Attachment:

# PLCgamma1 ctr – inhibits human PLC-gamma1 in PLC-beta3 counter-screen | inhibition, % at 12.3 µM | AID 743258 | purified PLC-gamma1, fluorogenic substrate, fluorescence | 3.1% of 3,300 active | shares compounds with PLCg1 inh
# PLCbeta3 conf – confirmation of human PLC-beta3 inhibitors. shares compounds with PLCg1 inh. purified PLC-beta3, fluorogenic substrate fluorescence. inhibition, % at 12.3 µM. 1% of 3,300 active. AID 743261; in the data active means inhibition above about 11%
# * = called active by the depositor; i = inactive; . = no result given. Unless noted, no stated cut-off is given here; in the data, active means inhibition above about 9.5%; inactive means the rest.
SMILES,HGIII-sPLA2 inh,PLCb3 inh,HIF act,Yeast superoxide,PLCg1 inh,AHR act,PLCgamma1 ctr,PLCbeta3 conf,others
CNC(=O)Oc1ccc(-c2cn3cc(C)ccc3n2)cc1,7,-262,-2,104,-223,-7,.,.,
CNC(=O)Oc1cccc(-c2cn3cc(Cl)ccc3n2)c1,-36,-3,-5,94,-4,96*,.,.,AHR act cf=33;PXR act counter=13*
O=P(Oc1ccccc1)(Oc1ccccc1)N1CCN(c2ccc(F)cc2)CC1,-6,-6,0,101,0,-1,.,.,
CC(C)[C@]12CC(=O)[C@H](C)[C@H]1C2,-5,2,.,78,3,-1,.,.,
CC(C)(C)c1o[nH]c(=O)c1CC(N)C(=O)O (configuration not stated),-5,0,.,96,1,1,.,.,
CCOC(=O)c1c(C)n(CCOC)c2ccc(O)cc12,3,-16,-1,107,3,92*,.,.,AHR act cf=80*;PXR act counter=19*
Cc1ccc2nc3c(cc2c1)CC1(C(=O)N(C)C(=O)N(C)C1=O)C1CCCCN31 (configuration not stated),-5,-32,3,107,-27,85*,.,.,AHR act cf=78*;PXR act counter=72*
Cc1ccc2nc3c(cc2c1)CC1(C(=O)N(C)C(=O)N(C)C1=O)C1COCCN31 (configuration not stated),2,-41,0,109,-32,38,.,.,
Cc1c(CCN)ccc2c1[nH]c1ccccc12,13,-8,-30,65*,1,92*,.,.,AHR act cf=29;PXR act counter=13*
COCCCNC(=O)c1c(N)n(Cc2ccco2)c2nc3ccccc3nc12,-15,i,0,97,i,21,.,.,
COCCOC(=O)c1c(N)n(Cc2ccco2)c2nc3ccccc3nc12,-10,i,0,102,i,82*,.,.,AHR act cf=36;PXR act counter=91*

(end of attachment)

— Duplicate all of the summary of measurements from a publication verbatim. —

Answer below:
# PLCgamma1 ctr – inhibits human PLC-gamma1 in PLC-beta3 counter-screen | inhibition, % at 12.3 µM | AID 743258 | purified PLC-gamma1, fluorogenic substrate, fluorescence | 3.1% of 3,300 active | shares compounds with PLCg1 inh
# PLCbeta3 conf – confirmation of human PLC-beta3 inhibitors. shares compounds with PLCg1 inh. purified PLC-beta3, fluorogenic substrate fluorescence. inhibition, % at 12.3 µM. 1% of 3,300 active. AID 743261; in the data active means inhibition above about 11%
# * = called active by the depositor; i = inactive; . = no result given. Unless noted, no stated cut-off is given here; in the data, active means inhibition above about 9.5%; inactive means the rest.
SMILES,HGIII-sPLA2 inh,PLCb3 inh,HIF act,Yeast superoxide,PLCg1 inh,AHR act,PLCgamma1 ctr,PLCbeta3 conf,others
CNC(=O)Oc1ccc(-c2cn3cc(C)ccc3n2)cc1,7,-262,-2,104,-223,-7,.,.,
CNC(=O)Oc1cccc(-c2cn3cc(Cl)ccc3n2)c1,-36,-3,-5,94,-4,96*,.,.,AHR act cf=33;PXR act counter=13*
O=P(Oc1ccccc1)(Oc1ccccc1)N1CCN(c2ccc(F)cc2)CC1,-6,-6,0,101,0,-1,.,.,
CC(C)[C@]12CC(=O)[C@H](C)[C@H]1C2,-5,2,.,78,3,-1,.,.,
CC(C)(C)c1o[nH]c(=O)c1CC(N)C(=O)O (configuration not stated),-5,0,.,96,1,1,.,.,
CCOC(=O)c1c(C)n(CCOC)c2ccc(O)cc12,3,-16,-1,107,3,92*,.,.,AHR act cf=80*;PXR act counter=19*
Cc1ccc2nc3c(cc2c1)CC1(C(=O)N(C)C(=O)N(C)C1=O)C1CCCCN31 (configuration not stated),-5,-32,3,107,-27,85*,.,.,AHR act cf=78*;PXR act counter=72*
Cc1ccc2nc3c(cc2c1)CC1(C(=O)N(C)C(=O)N(C)C1=O)C1COCCN31 (configuration not stated),2,-41,0,109,-32,38,.,.,
Cc1c(CCN)ccc2c1[nH]c1ccccc12,13,-8,-30,65*,1,92*,.,.,AHR act cf=29;PXR act counter=13*
COCCCNC(=O)c1c(N)n(Cc2ccco2)c2nc3ccccc3nc12,-15,i,0,97,i,21,.,.,
COCCOC(=O)c1c(N)n(Cc2ccco2)c2nc3ccccc3nc12,-10,i,0,102,i,82*,.,.,AHR act cf=36;PXR act counter=91*